Q: Paraguay enjoyed an economic growth rate of 4% in 2016 and executed a successful sovereign debt issuance the same year. How is the country managing to weather the spillover effects of economic turbulence in its larger neighbours such as Argentina and Brazil?
A: Usually it has been the case that whenever Argentina or Brazil were doing badly, we were doing very badly. But for the first time in our economic history, we are [working separately to these countries]. Paraguay has had 15 years of macro stability [in which] we managed to grasp that there are some macro fundamentals we cannot mess with.
In 2013, there was a 40% decline in commodity prices which hit all Latin American countries badly, but in Paraguay we had diversified our economy. In what used to be an economy primarily based on agricultural commodities, we are now igniting two important alternative sources of growth: construction and industries. These two sectors [and the capital within them] were the driving forces that kept us going over this period, despite what was happening to our neighbours.
But we cannot say we were not affected. We were affected in terms of tax revenues coming from import taxes. That declined significantly and affected our budget and our capacity to make investments from the government side.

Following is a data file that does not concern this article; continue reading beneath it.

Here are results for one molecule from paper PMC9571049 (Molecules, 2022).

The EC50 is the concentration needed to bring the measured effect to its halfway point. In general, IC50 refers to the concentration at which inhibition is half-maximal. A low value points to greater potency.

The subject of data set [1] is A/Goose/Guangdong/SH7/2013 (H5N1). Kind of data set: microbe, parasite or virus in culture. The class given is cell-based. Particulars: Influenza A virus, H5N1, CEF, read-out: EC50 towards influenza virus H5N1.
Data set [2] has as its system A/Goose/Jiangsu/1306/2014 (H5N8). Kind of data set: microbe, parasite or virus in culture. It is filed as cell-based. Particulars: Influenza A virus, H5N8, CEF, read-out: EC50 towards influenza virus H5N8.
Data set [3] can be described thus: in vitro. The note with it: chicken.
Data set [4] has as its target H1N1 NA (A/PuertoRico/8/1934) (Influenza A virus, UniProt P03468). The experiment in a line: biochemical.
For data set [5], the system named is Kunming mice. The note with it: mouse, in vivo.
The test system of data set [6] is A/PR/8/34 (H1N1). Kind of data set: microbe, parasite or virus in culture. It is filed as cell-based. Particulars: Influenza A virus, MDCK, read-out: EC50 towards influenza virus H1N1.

Q: In the wake of the global commodities downturn, how was Paraguay’s government able to continue investing in infrastructure and public services?
A: We were able to use countercyclical fiscal policy to push investment in difficult times. Given the very wide gap in terms of Paraguay’s infrastructure relative to the region, we use that weakness and transform it into a strength. We started making many infrastructure investments and we were also able to save, thanks to the import laws passed in 2014. One is the fiscal responsibility law, one is the transparency law. The transparency law increased the information available to the public. That allowed us to clean up the budget and improve the way we are spending money.
When people see exactly how you are using resources, you have to start behaving much better. That process is fantastic, and very positive for the country. That allowed us to generate enormous savings, which we redirected to areas of priority, such as social programmes and so on. But the most important force has been the 15 years of stability, which we could build on and achieve diversification.
Q: As the first female finance minister in Paraguay, what programmes are you pursuing that foster inclusive growth, specifically for women and mothers? How can this play a role in improving people’s livelihoods?
A: I am relatively new [in this position], but we are trying to continue the policies we are already implementing. Paraguay is working [on this] in many areas. One is looking at daycare as a policy: offering public, high-quality daycare to mothers. It is not a Ministry of Finance project, it is a multi-sector project of which we are a part. But we are hoping that it will soon be a reality for Paraguay as that will enable many women to leave their children in good hands [and earn money]. So we are building high-quality human capital, but at the same time, women have the peace of mind to go work and earn, which is, as we know, the best tool to lift people out of poverty.